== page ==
People of HSJI: Profile of Jorge Godoy

Jorge Godoy, 16, poses for a picture during the HSJI Feature Writing class. Jorge goes to Muchin College Prep and lives on the south side of Chicago with his mother, father, sisters, and chihuahua named Friday.

Jorge Godoy only wakes up for long enough in the morning to endure the 18-block trudge to the L-station with his little sister and to get on the Orange-Line train headed towards his school.

“Things stress me out,” Jorge, 16, says about his life on the Southside of Chicago. “I usually quit on things (that I’m working on). I want to relax, so I stop.”

As soon as his head hits the glass window of the train, Jorge knocks out again for the duration of the teetering, half-hour trip to school. However, when asked why he doesn’t worry about missing his stop, Jorge shrugs and says, “my sister will always wake me up in time.”

As much as life seems to pummel him and tire him out, Jorge, like many ordinary teens, has a circle of people in his life that lift him up and motivate him to get through the turmoil of high school each day.

This outpouring of support begins as Jorge walks into the World History class of his favorite teacher, Mr. Underwood, every morning. “Mr. Underwood is the chill guy that you wanna know,” Jorge said. He said that in addition to Underwood’s relatable personality, “teachers like him make sure we’re on track and that we’re getting our assignments done.”’

After all of his classes end, Jorge heads to his beloved rugby practice. His school, Muchin College Prep, dismisses at 3:45 p.m., but lines getting out of the building are as congested as Chicago’s downtown traffic. Jorge has around 1,000 other students to deal with as he makes his way to practice by 4 p.m. at the earliest. “It’s pretty diverse, though,” Jorge said about his classmates. “We get along pretty well.”

Jorge considers his rugby team, the Muchin Mountain Lions, to be a “second family.”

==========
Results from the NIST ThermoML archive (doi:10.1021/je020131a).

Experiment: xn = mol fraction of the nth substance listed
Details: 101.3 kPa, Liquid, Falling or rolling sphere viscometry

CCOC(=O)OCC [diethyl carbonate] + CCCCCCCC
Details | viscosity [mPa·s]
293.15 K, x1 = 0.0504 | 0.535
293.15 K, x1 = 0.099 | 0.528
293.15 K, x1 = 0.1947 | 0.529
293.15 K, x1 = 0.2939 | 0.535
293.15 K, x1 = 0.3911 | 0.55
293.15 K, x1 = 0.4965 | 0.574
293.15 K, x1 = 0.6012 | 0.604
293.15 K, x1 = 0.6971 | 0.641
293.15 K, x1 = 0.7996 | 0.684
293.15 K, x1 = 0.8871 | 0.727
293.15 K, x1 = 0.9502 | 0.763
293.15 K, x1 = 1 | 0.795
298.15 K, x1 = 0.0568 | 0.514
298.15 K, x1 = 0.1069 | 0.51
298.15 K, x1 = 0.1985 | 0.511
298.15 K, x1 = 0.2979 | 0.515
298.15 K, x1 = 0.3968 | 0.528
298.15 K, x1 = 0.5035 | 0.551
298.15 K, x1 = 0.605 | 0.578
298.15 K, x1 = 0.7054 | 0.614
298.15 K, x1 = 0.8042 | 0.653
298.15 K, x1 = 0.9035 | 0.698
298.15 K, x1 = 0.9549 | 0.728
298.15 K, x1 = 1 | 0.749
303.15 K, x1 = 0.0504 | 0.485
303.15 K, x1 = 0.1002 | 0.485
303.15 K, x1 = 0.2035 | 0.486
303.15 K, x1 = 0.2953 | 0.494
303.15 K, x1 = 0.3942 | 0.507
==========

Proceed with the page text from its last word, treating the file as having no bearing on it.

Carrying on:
“[My teammates] all try to lift each other [up],” Jorge said. Once during a winter rugby practice in Chicago’s McKinley Park, he dressed in shorts and a t-shirt despite extremely cold temperatures. “They worried about me,” Jorge said. Jorge’s teammates offered to let Jorge borrow their own long pants, so that he could be warm during the intense practice. Jorge accepted. “They are like my family,” he said.

Jorge’s rugby teammates also give him the tough love that he needs during rough times.

“I sprained my ankle and got tackled twice in the same game,” Jorge said. “My friend was already stressed enough about the game because we were losing 80-0. He said to me, ‘You’re already hurt Jorge? You just got in!’ By yelling at me like that, in a way, I think he was trying to motivate me not to quit. Rugby is an intense sport; we just gotta take the hits.”

After a hard rugby practice, Jorge catches the L-train home where his mom, dad, and four sisters are waiting. “My sibling are all two years apart,” Jorge said, “but my favorite sister is Yazmin. We are the troublemakers. We roast the whole family.”

“My mom makes mole that is not too spicy, and Friday night is card game night- we can play Uno until ten or eleven.” he said.

Jorge counts on the fact that when he comes home, he will feel relief after a demanding day.

“My favorite part of my life is when my family is eating together and we get to laugh,” Jorge said.